Election FAQ: Here's how the PM of India is selected

Election FAQ: Here's how the PM of India is selected

With the 2019 Lok Sabha Election just days away, all political parties are in a race to the finish before April 9, when the EC's ban on political activities comes into force. While the BJP is projecting Narendra Modi as the face of the PM candidate again, the other parties are currently unclear on who to field. However, did you know you are not actually voting for the PM?

Here's how the PM of India is elected, and how your vote actually factors into it.


It all begins when the ECI announces the dates for the Elections. Soon after, the process of choosing candidates begins. Every party who wants to fight in the election chooses a candidate from any given constituency, who then files their nomination papers with that constituency's Returning Officer. Once all the nominations are received and scrutinised, the ECI publishes the list of candidates who will be contesting the Election.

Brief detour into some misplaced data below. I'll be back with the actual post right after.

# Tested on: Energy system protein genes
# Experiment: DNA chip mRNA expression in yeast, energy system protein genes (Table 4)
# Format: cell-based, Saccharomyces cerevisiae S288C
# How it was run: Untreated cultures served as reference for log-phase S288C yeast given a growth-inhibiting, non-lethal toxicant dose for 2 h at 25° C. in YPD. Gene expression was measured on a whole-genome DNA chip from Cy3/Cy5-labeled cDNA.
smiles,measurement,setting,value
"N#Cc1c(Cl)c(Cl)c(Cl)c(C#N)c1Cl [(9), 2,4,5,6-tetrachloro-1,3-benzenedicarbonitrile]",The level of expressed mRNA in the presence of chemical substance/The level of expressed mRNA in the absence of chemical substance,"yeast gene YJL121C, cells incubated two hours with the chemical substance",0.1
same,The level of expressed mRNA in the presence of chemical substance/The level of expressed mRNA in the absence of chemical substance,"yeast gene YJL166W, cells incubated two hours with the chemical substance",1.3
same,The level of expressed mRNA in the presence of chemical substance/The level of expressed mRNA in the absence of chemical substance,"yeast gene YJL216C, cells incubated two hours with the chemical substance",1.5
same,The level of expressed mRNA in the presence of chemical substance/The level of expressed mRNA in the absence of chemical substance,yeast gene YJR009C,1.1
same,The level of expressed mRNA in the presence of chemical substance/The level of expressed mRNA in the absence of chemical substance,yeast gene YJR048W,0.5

While this is going on, political parties are free to engage in electioneering work, which may include public rallies, roadshows, release of manifestos, which is a document detailing the party's plan and vision, aimed at maximising the exposure and getting potential voters to choose them.


The election of your MP is where everything starts. India is divided into 543 constituencies for a total of 545 seats in the Lok Sabha. 2 seats are appointed by the President.

When you go to vote, you are actually only voting for a candidate who is fighting to represent your constituency in the Lok Sabha. Among several candidates, one typically wins when they get a majority and they become the Member of Parliament for that particular constituency.

India has dozens of political parties, all of which are vying for a piece of the pie that is a seat in the Lok Sabha.


Once the candidates have won from their constituencies, the Lok Sabha is formed. The condition to form the government is that any single party or a coalition should have at least 272 seats to claim, which is called a simple majority. After the single party or coalition has acquired the requisite numbers, the President invites them to form the government and they select the Prime Minister, who in turn elects their cabinet ministers.

In 2014, the BJP-led NDA swept the elections, taking 341 seats, of which the BJP alone holds 271 seats.